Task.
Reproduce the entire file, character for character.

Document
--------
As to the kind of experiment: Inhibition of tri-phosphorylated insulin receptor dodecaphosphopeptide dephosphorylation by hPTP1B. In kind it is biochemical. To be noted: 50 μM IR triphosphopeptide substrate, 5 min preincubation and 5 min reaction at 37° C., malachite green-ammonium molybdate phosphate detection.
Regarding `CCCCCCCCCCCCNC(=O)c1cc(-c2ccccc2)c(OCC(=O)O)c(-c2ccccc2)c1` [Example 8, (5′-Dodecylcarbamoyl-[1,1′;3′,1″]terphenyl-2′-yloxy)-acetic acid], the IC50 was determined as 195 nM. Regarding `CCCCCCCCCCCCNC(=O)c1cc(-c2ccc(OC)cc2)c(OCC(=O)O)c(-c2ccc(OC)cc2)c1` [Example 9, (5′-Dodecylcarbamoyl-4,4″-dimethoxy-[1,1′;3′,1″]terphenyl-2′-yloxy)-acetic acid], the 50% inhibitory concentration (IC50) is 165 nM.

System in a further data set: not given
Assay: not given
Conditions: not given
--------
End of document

As to the kind of experiment: Inhibition of tri-phosphorylated insulin receptor dodecaphosphopeptide dephosphorylation by hPTP1B. In kind it is biochemical. To be noted: 50 μM IR triphosphopeptide substrate, 5 min preincubation and 5 min reaction at 37° C., malachite green-ammonium molybdate phosphate detection.
Regarding `CCCCCCCCCCCCNC(=O)c1cc(-c2ccccc2)c(OCC(=O)O)c(-c2ccccc2)c1` [Example 8, (5′-Dodecylcarbamoyl-[1,1′;3′,1″]terphenyl-2′-yloxy)-acetic acid], the IC50 was determined as 195 nM. Regarding `CCCCCCCCCCCCNC(=O)c1cc(-c2ccc(OC)cc2)c(OCC(=O)O)c(-c2ccc(OC)cc2)c1` [Example 9, (5′-Dodecylcarbamoyl-4,4″-dimethoxy-[1,1′;3′,1″]terphenyl-2′-yloxy)-acetic acid], the 50% inhibitory concentration (IC50) is 165 nM.

System in a further data set: not given
Assay: not given
Conditions: not given